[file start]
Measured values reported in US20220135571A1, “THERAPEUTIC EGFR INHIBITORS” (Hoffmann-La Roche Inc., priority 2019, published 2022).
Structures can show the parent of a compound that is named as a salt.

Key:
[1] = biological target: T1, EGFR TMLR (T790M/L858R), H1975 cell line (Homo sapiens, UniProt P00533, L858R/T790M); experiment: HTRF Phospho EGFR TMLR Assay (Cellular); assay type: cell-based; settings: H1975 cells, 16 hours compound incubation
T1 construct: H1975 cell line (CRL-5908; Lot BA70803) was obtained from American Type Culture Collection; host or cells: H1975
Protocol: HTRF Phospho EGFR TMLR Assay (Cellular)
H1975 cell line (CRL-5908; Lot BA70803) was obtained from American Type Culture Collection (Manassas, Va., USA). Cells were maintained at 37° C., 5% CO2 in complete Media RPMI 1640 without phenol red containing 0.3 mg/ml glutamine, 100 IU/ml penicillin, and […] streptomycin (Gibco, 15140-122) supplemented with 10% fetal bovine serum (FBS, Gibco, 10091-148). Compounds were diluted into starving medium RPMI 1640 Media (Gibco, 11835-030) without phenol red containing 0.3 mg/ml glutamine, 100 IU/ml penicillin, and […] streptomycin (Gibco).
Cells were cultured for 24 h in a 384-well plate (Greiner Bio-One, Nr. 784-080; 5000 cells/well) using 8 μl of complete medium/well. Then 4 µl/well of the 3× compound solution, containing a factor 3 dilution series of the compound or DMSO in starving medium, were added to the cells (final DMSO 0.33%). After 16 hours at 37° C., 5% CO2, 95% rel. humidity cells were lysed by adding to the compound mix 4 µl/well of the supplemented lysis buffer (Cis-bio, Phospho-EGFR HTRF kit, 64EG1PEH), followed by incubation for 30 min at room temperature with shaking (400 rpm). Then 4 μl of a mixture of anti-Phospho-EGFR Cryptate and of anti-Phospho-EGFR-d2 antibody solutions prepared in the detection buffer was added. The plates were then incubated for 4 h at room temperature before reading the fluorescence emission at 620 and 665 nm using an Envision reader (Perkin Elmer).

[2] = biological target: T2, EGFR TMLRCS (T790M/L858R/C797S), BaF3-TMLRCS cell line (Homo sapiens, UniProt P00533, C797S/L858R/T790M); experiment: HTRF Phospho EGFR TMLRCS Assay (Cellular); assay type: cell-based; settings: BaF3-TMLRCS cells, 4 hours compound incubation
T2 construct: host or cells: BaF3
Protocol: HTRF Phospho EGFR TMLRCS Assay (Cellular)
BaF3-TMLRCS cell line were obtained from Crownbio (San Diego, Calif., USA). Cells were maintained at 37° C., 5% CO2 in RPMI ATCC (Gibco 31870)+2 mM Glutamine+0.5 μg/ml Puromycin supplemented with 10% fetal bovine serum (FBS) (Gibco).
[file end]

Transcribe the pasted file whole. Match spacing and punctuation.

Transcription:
Measured values reported in US20220135571A1, “THERAPEUTIC EGFR INHIBITORS” (Hoffmann-La Roche Inc., priority 2019, published 2022).
Structures can show the parent of a compound that is named as a salt.

Key:
[1] = biological target: T1, EGFR TMLR (T790M/L858R), H1975 cell line (Homo sapiens, UniProt P00533, L858R/T790M); experiment: HTRF Phospho EGFR TMLR Assay (Cellular); assay type: cell-based; settings: H1975 cells, 16 hours compound incubation
T1 construct: H1975 cell line (CRL-5908; Lot BA70803) was obtained from American Type Culture Collection; host or cells: H1975
Protocol: HTRF Phospho EGFR TMLR Assay (Cellular)
H1975 cell line (CRL-5908; Lot BA70803) was obtained from American Type Culture Collection (Manassas, Va., USA). Cells were maintained at 37° C., 5% CO2 in complete Media RPMI 1640 without phenol red containing 0.3 mg/ml glutamine, 100 IU/ml penicillin, and […] streptomycin (Gibco, 15140-122) supplemented with 10% fetal bovine serum (FBS, Gibco, 10091-148). Compounds were diluted into starving medium RPMI 1640 Media (Gibco, 11835-030) without phenol red containing 0.3 mg/ml glutamine, 100 IU/ml penicillin, and […] streptomycin (Gibco).
Cells were cultured for 24 h in a 384-well plate (Greiner Bio-One, Nr. 784-080; 5000 cells/well) using 8 μl of complete medium/well. Then 4 µl/well of the 3× compound solution, containing a factor 3 dilution series of the compound or DMSO in starving medium, were added to the cells (final DMSO 0.33%). After 16 hours at 37° C., 5% CO2, 95% rel. humidity cells were lysed by adding to the compound mix 4 µl/well of the supplemented lysis buffer (Cis-bio, Phospho-EGFR HTRF kit, 64EG1PEH), followed by incubation for 30 min at room temperature with shaking (400 rpm). Then 4 μl of a mixture of anti-Phospho-EGFR Cryptate and of anti-Phospho-EGFR-d2 antibody solutions prepared in the detection buffer was added. The plates were then incubated for 4 h at room temperature before reading the fluorescence emission at 620 and 665 nm using an Envision reader (Perkin Elmer).

[2] = biological target: T2, EGFR TMLRCS (T790M/L858R/C797S), BaF3-TMLRCS cell line (Homo sapiens, UniProt P00533, C797S/L858R/T790M); experiment: HTRF Phospho EGFR TMLRCS Assay (Cellular); assay type: cell-based; settings: BaF3-TMLRCS cells, 4 hours compound incubation
T2 construct: host or cells: BaF3
Protocol: HTRF Phospho EGFR TMLRCS Assay (Cellular)
BaF3-TMLRCS cell line were obtained from Crownbio (San Diego, Calif., USA). Cells were maintained at 37° C., 5% CO2 in RPMI ATCC (Gibco 31870)+2 mM Glutamine+0.5 μg/ml Puromycin supplemented with 10% fetal bovine serum (FBS) (Gibco).